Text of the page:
In California, roughly 181,000 people — about 30 percent of the nation’s homeless population — are currently experiencing homelessness, including a disproportionate number of people of color. Last fall, more than 70 homelessness and health care experts converged in Oakland, California to exchange ideas and spotlight innovative programs to help people experiencing homelessness. The convening was part of the Partnerships for Action: California Health Care & Homelessness Learning Collaborative (P4A). This two-year initiative, created by the California Health Care Foundation (CHCF) and the Center for Health Care Strategies (CHCS), is focused on improving care delivery and health and housing outcomes for Californians experiencing homelessness.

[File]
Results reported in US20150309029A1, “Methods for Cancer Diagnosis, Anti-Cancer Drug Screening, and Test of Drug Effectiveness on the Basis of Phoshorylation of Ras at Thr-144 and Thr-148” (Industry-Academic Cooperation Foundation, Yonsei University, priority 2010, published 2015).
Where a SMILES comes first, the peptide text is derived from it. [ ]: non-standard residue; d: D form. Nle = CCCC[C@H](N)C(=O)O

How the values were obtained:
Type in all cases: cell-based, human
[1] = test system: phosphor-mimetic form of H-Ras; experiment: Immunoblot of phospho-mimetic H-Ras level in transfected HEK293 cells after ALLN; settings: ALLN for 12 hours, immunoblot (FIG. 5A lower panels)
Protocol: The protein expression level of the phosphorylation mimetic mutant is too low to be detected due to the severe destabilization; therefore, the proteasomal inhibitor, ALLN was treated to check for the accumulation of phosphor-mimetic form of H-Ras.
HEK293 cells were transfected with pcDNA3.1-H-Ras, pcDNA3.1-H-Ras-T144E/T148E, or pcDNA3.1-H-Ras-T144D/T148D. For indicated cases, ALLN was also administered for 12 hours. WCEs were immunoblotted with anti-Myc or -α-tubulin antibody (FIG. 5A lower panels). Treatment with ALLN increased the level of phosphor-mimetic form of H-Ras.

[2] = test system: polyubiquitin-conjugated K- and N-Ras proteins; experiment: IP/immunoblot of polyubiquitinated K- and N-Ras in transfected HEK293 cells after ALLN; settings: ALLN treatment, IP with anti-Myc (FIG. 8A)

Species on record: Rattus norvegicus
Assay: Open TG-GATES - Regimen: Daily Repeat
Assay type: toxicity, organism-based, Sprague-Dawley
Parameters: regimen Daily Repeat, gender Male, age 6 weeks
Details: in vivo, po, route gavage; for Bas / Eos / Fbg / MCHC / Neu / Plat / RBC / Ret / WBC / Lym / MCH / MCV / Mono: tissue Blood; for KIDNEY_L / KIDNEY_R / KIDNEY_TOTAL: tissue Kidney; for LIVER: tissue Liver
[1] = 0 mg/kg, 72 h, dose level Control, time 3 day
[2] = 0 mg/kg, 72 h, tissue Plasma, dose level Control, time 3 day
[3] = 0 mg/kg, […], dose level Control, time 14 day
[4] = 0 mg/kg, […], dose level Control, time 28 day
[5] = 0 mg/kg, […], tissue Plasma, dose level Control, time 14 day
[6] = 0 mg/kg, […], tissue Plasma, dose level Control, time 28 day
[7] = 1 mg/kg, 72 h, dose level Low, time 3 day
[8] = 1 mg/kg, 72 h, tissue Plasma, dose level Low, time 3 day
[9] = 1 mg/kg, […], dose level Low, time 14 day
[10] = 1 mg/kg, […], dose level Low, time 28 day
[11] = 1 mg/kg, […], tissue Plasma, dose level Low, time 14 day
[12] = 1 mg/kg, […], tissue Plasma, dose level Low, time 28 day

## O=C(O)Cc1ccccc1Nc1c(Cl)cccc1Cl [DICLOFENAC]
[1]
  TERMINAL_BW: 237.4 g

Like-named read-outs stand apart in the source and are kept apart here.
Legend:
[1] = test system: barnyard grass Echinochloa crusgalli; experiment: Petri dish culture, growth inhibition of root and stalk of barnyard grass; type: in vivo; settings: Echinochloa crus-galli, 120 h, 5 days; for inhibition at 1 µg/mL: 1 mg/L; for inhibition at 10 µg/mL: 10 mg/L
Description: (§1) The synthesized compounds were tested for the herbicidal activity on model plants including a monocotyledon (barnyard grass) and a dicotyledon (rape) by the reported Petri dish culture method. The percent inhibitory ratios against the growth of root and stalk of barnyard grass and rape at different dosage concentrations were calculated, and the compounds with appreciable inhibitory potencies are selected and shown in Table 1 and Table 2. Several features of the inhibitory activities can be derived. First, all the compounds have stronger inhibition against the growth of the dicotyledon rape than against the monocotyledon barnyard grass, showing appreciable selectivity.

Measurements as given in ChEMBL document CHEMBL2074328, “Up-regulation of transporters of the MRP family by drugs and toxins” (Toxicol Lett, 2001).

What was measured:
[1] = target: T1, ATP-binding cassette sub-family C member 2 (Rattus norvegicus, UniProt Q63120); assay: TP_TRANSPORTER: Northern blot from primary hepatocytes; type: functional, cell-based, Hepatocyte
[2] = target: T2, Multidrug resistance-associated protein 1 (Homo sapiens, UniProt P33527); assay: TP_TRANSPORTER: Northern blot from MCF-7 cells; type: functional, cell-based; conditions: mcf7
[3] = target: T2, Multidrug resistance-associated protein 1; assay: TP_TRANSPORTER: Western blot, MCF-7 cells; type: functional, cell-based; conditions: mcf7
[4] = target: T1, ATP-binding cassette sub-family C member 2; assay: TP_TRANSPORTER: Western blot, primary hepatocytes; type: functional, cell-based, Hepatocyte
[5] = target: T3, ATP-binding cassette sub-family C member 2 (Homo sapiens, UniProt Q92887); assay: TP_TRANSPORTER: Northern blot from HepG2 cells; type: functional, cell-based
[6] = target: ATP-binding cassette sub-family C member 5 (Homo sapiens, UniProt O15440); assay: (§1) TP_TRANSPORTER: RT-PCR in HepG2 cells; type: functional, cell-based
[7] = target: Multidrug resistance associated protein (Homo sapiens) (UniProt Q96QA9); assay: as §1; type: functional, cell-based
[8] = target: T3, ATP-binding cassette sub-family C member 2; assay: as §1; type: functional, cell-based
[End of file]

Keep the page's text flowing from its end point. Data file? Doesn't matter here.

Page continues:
This “Lessons from the Field” brief, developed by CHCF, highlights how P4A pilot efforts are fostering innovative cross-sector collaboration to better serve people experiencing homelessness. The brief describes key themes uncovered through the P4A initiative, including how to build strong partnerships, ways to refine the business case, the benefit of having managed care plans as partners, the power of community engagement, and above all, the value of peer supports and lived experience. As Cardea Health peer support specialist Jahmal Ironcoat Muhammad-Khan noted, the most important thing in this work is to “keep as many people as possible above ground. Let your judgments go.”

The below two-minute video, produced by CHCS, takes a closer look at P4A’s collaborative efforts to tackle homelessness. It features first-hand insights from P4A participants representing 5Cities Homeless Coalition, The Illumination Foundation, and Alameda County Health Care for the Homeless.

YouTube video